This is the reason for ‘objectivity’ being more complicated in social sciences particularly disciplines like sociology.

Question 3.
How do sociologists try to deal with these difficulties and strive for objectivity?
Answer:
Sociologist being social scientist does not base their findings on ‘what ought to be’ or imagination, commonsense or their own perception and experiences.
Sociologists use scientific methodology to derive social facts, e.g. to study social phenomena like changing joint family structure in Indian society to nuclear families. Sociologists would not depend on his own knowledge and experiences instead he/she may use survey method to discover reality of the issue.
To attain objectivity of the discipline sociologists adapt to systematic research which have following features:

  • Use of Scientific methodology:
    Sociologists are doing research using systematic and objective procedures. They are using statistical methods like observation, social survey, sociometry and case studies etc.
  • Emphasis on ‘what is’ instead of ‘ought to be’.

Question 4.
What is meant by ‘reflexivity’ and why is it important in sociology?
Answer:
Reflexivity refers to the fact that our sense of order is a result of conversational process. It is created in talk. Yet we usually think of ourselves as describing the order already existing around us.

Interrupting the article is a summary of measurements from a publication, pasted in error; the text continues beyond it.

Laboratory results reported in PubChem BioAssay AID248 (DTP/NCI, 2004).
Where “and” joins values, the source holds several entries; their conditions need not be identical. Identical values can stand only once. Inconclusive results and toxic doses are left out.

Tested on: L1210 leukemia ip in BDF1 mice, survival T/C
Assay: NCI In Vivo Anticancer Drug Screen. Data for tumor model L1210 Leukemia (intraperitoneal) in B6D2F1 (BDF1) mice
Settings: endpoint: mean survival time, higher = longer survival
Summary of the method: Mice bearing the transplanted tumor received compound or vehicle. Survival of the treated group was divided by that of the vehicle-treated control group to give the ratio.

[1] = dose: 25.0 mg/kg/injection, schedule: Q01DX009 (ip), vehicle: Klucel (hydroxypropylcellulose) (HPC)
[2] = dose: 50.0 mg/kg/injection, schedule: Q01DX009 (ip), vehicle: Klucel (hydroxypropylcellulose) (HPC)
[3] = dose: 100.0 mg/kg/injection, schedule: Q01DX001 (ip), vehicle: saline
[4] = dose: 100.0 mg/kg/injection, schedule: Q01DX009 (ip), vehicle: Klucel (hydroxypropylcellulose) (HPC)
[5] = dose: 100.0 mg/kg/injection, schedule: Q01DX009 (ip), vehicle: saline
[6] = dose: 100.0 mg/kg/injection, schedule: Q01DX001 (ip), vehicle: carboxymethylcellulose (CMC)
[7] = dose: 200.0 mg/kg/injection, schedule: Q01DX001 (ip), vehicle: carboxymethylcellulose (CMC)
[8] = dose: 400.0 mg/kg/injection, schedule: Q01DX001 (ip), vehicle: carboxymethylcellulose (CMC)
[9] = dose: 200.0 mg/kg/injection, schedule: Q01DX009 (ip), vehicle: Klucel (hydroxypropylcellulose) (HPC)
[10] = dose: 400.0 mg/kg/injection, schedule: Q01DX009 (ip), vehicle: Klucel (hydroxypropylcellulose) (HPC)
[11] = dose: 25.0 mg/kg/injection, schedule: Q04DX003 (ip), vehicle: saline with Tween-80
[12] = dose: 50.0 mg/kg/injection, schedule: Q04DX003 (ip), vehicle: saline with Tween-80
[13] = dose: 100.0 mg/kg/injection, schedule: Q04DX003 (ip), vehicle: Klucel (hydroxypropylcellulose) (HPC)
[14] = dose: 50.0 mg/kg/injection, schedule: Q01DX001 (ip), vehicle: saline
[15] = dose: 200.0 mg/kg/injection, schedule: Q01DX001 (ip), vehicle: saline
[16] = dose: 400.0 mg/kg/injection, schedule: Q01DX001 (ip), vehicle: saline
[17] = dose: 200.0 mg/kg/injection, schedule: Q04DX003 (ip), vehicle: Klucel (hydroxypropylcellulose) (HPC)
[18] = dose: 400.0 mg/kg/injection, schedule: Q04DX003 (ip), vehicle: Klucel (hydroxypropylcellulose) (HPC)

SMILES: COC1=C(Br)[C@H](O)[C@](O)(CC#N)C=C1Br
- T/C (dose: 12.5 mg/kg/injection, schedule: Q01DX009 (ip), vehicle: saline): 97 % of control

Reflexivity is one of the ideas of ethnomethodology which is a technique devised by Garfinkelto. One of the practical aspects of reflexivity is the importance of carefully documenting whatever one is doing. It also ensures that others can retrace the steps we have taken to arrive at a particular conclusion and see for themselves if we are right. It also helps to check and re-check our own thinking or line of argument.

Question 5.
What are some of the things that ethnographers and sociologists do during participant observation?
Answer:
The term ‘Ethnography’ is usually applied to the acts both of observing directly the behaviour of a social group and producing a written description there of.